The recent student walk-outs are one more step down the dark path of negotiating via a public relations war involving the teachers’ union, their employer and the provincial government. The opportunity to stage a peaceful protest is a cornerstone of democracy, but protest needs to be the last resort in a thoughtful effort to address fundamental wrongs.
Step one is we must educate ourselves. We need to thoroughly research the issues so we can tease apart facts from rhetoric and understand the long history of this entrenched conflict. If there was a simple, right answer, then the issues would have been resolved long ago. A committed effort is required to sort through it all and reach an informed perspective.
We also need to learn how our democratic institutions work. This is essential for step two: we have a responsibility to first work within the system to realize positive change that will support the greater common good. Our individual objectives may not always be met, but if all parties engage in thoughtful dialogue, demonstrate maturity in distinguishing our needs from wants, and are willing to be creative and flexible in how we proceed, then we often find that our key objectives are shared by others and can be acted on.
Many of us are frustrated by the slow pace of change, but we often fail to foresee the full ramifications of our actions — for ourselves and certainly for others. Our public institutions are supposed to include checks and balances that ensure we look at the bigger picture and implications for the longer-term. This doesn’t always work, which leads us to step three: our responsibility to work collaboratively to evolve and improve our public institutions and the processes we use to resolve disputes.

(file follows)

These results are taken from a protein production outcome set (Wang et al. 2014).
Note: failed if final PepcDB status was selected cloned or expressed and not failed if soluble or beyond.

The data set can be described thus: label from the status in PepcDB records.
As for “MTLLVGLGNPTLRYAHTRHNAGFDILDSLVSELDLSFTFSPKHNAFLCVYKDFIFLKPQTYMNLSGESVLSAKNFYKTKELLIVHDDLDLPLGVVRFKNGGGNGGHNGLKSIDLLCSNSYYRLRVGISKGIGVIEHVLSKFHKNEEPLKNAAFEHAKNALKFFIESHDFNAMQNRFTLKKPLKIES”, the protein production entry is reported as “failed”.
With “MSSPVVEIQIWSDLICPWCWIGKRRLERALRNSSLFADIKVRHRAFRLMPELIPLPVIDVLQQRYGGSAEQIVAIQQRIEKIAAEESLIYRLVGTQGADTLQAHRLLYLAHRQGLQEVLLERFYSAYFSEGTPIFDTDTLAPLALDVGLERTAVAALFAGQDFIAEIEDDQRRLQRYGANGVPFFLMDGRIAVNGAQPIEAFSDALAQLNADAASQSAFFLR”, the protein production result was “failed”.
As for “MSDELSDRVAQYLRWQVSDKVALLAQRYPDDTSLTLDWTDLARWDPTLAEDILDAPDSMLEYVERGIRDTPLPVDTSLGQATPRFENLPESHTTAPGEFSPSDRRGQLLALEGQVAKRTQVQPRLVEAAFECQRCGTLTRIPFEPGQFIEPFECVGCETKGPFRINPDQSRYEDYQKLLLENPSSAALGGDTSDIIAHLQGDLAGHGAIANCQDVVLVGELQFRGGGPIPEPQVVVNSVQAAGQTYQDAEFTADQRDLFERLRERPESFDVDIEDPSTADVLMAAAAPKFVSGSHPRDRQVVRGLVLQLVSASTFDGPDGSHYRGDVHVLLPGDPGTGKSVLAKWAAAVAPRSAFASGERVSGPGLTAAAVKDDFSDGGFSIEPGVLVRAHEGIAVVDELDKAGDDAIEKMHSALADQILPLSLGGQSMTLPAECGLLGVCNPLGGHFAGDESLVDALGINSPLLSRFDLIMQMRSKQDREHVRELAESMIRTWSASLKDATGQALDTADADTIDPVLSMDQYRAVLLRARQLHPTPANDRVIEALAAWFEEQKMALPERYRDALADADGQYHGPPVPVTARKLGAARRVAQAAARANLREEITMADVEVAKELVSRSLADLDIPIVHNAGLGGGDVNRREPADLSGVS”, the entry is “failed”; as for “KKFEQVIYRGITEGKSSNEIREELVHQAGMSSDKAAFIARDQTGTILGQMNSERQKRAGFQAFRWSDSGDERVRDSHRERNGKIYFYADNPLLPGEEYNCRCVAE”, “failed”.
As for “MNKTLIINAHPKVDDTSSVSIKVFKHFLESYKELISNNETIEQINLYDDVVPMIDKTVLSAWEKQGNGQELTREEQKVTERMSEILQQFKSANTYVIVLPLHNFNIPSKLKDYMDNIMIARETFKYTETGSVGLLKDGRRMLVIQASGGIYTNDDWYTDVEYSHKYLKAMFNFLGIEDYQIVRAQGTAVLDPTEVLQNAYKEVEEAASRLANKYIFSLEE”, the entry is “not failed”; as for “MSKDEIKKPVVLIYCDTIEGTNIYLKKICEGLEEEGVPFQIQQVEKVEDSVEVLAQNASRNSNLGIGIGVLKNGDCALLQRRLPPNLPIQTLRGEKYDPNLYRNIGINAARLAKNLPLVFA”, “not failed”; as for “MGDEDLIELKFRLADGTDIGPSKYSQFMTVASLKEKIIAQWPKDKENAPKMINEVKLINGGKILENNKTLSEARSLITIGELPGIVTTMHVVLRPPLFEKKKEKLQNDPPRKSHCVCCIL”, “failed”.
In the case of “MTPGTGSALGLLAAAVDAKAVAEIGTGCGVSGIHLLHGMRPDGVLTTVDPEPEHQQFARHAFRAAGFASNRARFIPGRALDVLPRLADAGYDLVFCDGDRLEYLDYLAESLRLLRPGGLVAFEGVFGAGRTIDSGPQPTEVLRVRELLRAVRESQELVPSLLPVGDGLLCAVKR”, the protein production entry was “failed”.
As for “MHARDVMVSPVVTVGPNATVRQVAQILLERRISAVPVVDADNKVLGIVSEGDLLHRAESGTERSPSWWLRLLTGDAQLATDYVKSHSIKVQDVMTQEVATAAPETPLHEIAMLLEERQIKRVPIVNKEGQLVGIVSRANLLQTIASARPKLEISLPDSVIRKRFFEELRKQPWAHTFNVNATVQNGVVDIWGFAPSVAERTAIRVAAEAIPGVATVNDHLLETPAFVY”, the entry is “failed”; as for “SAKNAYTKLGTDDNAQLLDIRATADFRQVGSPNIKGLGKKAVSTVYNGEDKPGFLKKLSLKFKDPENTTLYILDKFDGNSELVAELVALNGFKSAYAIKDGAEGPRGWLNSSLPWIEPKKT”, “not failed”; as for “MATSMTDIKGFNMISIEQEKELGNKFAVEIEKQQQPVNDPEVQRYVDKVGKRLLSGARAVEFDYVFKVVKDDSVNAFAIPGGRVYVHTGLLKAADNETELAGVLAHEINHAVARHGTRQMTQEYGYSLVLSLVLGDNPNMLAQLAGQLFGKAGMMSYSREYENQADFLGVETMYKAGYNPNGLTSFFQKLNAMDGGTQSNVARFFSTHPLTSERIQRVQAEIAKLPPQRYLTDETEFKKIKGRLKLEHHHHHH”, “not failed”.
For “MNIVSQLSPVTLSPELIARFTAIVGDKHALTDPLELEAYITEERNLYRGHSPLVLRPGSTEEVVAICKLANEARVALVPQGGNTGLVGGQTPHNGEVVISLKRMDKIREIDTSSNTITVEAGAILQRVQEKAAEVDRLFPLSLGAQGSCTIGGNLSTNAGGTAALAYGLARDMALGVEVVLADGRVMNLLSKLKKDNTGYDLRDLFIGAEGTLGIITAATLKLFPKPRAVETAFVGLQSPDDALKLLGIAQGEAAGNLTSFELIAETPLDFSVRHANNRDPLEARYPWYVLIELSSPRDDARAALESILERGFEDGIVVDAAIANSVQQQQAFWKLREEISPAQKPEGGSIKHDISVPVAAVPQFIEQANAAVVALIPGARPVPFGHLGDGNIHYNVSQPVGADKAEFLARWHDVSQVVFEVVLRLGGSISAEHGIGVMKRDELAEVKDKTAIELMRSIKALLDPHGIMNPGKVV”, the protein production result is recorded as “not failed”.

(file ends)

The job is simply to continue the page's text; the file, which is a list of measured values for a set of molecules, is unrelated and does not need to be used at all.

The bargaining process for determining wages and benefits for teachers is fatally flawed. The relationships between those needing to be partners in education (including parents) have been severely damaged. We all need to commit to resolving these major structural problems.
Our last resort is to protest. Change frequently results, but often not the change that organizers were seeking. Hence, the responsibilities for initiating and participating in protests are huge because we can end up with a situation that is worse than where we started from.
Real protest is effective when individuals make personal sacrifices — loss of income, risk of being jailed, risk of injury or death — in pursuit of well-designed changes that are needed to address significant injustices and oppression of the disadvantaged. To protest over something less or to take it too lightly is disrespectful of those who have, and are engaging in real protest in the face of fundamental wrongs.
Our response to the student walk-outs needs to be that all adults — parents, teachers, administrators and politicians — commit to thoughtful collaboration so we can demonstrate to our youth what is required to be a citizen within a healthy democracy. Thus far, we have all earned failing grades and, unfortunately, they are following our lead.
Cathy Scott May